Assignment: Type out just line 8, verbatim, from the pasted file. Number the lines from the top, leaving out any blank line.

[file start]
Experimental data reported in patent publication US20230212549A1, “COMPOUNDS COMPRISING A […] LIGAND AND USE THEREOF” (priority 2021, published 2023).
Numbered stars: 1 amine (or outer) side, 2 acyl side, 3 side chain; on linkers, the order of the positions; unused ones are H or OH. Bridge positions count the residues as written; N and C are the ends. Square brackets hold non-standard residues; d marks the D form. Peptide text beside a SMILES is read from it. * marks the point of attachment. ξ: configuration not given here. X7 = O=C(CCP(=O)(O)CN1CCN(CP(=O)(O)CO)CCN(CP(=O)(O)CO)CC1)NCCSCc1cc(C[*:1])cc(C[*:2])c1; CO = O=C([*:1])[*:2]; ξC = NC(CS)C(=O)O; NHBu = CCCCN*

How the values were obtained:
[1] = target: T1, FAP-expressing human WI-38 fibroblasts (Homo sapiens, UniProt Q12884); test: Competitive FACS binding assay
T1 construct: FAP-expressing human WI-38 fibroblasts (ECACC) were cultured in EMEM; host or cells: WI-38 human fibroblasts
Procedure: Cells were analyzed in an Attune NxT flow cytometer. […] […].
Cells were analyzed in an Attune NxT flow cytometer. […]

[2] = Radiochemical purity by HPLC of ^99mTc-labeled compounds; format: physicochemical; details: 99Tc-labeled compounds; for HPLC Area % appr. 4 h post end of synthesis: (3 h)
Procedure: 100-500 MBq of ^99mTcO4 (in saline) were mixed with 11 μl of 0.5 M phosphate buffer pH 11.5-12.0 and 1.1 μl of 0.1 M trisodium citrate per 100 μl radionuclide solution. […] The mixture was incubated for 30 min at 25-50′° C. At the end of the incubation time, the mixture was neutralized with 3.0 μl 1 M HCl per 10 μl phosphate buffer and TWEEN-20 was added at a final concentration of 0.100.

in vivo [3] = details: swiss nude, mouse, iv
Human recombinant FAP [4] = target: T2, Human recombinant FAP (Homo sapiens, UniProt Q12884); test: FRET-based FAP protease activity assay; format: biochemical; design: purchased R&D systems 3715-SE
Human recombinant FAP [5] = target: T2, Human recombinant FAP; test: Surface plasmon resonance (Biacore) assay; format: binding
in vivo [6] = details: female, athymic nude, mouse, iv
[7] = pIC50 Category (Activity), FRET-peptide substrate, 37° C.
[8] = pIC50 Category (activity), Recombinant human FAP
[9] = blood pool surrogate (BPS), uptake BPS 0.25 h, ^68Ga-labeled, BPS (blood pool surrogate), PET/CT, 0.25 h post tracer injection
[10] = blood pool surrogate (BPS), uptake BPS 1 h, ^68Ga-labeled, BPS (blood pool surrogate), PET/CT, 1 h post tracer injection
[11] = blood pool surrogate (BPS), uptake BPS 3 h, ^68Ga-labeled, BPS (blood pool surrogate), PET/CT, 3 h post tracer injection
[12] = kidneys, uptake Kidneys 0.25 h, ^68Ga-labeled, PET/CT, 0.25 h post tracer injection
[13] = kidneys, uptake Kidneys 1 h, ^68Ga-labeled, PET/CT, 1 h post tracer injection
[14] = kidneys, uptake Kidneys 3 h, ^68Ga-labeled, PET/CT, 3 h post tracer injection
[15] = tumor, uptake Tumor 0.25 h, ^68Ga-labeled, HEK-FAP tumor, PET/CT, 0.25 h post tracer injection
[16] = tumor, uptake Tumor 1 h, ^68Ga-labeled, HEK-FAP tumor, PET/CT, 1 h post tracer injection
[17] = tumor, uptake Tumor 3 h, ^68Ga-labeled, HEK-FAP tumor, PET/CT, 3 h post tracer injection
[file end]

[2] = Radiochemical purity by HPLC of ^99mTc-labeled compounds; format: physicochemical; details: 99Tc-labeled compounds; for HPLC Area % appr. 4 h post end of synthesis: (3 h)